How to Name a Restaurant
At How to Cook a Wolf, Ethan Stowell delivers simple plates, simply.
WHEN M.F.K. FISHER wrote her classic How to Cook a Wolf, the year was 1942 and wartime shortages were ravaging ordinary kitchens. The book was an elegant instruction manual for eating well, even gloriously, on the cheap—the wolf in question being the one at the door—and it was full of wry inspiration about how to prepare the least expensive cuts of beef, how to economize by making soup stocks from the water you steamed the vegetables in, that kind of thing. Between the recipes for scrambled eggs and “honest bread,” Fisher’s animating principles leapt off the page: Eat intentionally. Eat thriftily. Eat the freshest food, simply.
Fast-forward to 2008—and if the wolf isn’t exactly at the door, he may lately have been spotted about the neighborhood. There’s a new economy in the air, and a good number of the finest restaurants to have opened in the last year—see Café Presse, see Joule —have smelled it. Even Union, where celeb chefs like Anthony Bourdain and Rick Bayless choose to sup when passing through, recently shaved its entrée price tags to below $20. Union ’s owner, Ethan Stowell, opened his Belltown pasta house Tavolàta last year with a similarly down-market emphasis. And now Stowell gives us his lowest-ticket restaurant yet: a tiny pasta house on the top of Queen Anne called, you guessed it, How to Cook a Wolf.
“The restaurant is not based on the book,” Stowell insists, explaining that his mother—the former Pacific Northwest Ballet codirector Francia Russell—is an admirer of Fisher’s. Stowell’s father Kent, the other half of the former PNB team and reportedly a fine amateur cook, sometimes staffs the door of his son’s third restaurant.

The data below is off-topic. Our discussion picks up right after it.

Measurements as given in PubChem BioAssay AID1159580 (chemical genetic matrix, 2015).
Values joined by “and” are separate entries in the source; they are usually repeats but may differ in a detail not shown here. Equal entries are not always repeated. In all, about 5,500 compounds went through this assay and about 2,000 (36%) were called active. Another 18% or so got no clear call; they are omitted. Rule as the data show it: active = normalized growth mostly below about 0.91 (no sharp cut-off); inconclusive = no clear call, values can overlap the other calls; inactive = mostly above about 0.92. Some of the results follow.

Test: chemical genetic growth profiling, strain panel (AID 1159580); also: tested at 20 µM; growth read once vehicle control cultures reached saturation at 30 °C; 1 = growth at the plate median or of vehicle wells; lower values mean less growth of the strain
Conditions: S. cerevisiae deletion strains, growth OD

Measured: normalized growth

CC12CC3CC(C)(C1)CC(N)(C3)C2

Which at Wolf, believe me, is no retirement cakewalk. The 28-seat eatery does not take reservations, to allow diners time for their evening to unfold at a relaxed pace. As we arrived for our first visit on a Friday evening, our gentle greeter—not the danseur but someone every bit as hospitably graceful—explained all this as she seated us. We’d been advised to arrive no later than 5:15pm to secure the table for six, so she guessed we might have waited upwards of two hours had we arrived any later. We could have hung out at Opal’s big bar around the corner or Portage’s little one across the street, she explained, waiting for the Wolf to howl through our cell phone.
The irony is that Wolf’s purportedly relaxing “no reservations” policy—part of a sweeping larger trend that’s hard to see as anything but restaurateurs serving their own interests at the expense of their customers—created an almost humorous antithesis of a relaxed evening before our dinner had even begun. Would anyone choose a 5:15 table on a Friday evening? Can anyone make it anywhere in Seattle by 5:15 on a Friday evening?
The place is small enough to size up in a couple of eyefuls, and immediately it becomes clear that Wolf’s diminutive size is a huge part of its appeal. A barrel-vaulted pine ceiling imparts a sense of the room enfolding its inhabitants. Decorative elements strike simple, almost rudimentary notes—cork tables and bar, a strip of luminous copper girdling the walls, a wall of stone separating the kitchen from the dining room. The effect of that chimneylike wall in this cozy enclosure aglow with low light and capped by a dome is that of sitting inside a hearth.